Aussie women aren’t reaching the same highs as men in the bedroom, orgasming 30% less often during sex. To tackle this issue, Wild Secrets has launched the 'Know Me' campaign, addressing Australia’s lack of basic understanding about the clitoris – the quintessential portal to female pleasure.
Wild Secrets general manager, Will Dobbyn, said: “At Wild Secrets,we think the epicentre of the female pleasure zone has been sidelined from the sexual narrative for far too long. Better awareness of the clitoris will bring more pleasure to the lives of all sex-loving adult Australians. If our clitoral stimulator products can help them get there, then that’s a bonus.”
The campaign, created by The Royals, was sparked by the reality that 80% of women need clitoral stimulation to orgasm, but the historical sexual narrative gives this magical body part very little attention. And it’s still ignored in sex scenes, classroom teachings, conversations – and the bedroom.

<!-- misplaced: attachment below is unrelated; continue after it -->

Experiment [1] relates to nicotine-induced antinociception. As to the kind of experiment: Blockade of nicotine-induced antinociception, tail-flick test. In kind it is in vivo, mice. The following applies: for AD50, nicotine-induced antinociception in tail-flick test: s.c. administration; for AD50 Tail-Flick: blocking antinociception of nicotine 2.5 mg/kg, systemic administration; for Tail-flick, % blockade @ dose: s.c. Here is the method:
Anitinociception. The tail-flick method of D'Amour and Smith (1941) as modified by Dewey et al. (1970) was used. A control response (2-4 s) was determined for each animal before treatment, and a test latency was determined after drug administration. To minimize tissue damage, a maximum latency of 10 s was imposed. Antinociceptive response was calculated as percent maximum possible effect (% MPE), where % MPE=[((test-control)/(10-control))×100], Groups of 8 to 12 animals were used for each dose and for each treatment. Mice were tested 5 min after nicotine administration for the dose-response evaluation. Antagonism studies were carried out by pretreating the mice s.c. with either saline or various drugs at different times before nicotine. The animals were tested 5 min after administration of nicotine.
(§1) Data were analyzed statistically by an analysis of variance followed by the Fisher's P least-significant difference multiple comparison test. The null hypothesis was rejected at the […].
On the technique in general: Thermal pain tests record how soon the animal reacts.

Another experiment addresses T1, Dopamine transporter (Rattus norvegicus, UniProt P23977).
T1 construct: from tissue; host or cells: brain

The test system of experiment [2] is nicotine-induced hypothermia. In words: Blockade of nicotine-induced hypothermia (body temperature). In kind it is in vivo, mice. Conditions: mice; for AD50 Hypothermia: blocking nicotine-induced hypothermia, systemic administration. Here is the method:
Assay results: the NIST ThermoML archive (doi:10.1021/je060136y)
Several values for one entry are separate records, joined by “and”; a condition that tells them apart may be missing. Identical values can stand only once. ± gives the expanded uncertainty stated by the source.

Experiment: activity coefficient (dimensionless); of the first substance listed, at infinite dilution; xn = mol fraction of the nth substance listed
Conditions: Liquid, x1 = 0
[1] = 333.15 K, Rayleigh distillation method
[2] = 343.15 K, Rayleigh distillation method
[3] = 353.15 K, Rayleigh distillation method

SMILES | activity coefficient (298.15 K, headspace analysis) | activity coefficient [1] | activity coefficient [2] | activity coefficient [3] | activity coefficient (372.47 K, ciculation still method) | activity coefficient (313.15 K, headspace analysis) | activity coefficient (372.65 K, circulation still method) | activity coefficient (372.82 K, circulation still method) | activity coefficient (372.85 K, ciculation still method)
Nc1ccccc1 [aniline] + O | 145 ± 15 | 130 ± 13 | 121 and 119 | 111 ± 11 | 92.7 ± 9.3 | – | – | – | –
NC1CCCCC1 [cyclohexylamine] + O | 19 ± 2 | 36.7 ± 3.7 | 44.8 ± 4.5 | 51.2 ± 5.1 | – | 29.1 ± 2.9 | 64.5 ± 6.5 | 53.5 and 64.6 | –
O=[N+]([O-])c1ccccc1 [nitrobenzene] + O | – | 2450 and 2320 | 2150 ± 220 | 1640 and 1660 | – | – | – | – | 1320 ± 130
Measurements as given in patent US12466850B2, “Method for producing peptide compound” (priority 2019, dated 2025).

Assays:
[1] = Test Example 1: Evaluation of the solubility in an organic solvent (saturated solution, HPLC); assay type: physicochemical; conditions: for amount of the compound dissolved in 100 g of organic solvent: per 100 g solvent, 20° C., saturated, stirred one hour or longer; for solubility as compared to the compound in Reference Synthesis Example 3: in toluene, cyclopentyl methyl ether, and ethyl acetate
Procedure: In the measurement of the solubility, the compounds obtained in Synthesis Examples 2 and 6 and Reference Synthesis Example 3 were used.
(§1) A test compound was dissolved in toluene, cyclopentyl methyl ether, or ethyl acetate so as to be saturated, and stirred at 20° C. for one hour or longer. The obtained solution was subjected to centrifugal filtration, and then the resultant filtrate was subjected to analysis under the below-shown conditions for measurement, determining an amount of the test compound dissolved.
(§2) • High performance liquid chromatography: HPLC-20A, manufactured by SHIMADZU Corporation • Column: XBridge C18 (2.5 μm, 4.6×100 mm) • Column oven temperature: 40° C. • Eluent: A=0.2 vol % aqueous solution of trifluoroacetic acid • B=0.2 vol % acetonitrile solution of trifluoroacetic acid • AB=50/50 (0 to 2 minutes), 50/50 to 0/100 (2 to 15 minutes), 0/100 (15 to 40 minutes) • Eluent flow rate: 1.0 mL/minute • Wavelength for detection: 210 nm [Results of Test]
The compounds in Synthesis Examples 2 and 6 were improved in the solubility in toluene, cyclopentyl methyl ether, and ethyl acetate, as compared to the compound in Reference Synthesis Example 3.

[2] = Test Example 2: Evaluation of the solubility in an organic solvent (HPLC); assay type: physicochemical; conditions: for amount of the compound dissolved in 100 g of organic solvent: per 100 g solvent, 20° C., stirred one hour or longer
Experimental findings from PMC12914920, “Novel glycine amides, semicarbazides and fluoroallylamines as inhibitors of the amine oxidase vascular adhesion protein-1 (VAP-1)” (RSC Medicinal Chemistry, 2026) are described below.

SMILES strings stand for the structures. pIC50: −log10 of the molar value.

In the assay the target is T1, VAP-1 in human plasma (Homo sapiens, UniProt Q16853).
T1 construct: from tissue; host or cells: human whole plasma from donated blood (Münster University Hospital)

The four-week campaign launched with a series of large-format OOH placements. No complaints were filed about the sexually themed billboards, demonstrating that most Aussies couldn’t recognise a clitoris if there was a 50-foot sparkly one staring them in the face. The campaign is rounded out with artful, anatomically correct avatars of the clitoris starring on catch-up TV and social media, pleasure-positive influencers, and a personal Instagram page for the clitoris.
The Royals executive creative director, Stu Turner, added: “Humankind managed to reach the boundaries of the solar system in search of alien life, and even accomplished the complete mapping of the moon, three decades before the full anatomical diagram of the clitoris was completed. Even today, very few people know what the clitoris looks like or how powerful it is. We thought it was about time we educated all Australians and helped them along in the pursuit of sexual wellness, happiness and positive relationships. This has been a challenging and rewarding campaign – taking a sensitive, often taboo subject, and normalising it to give it social acceptance.”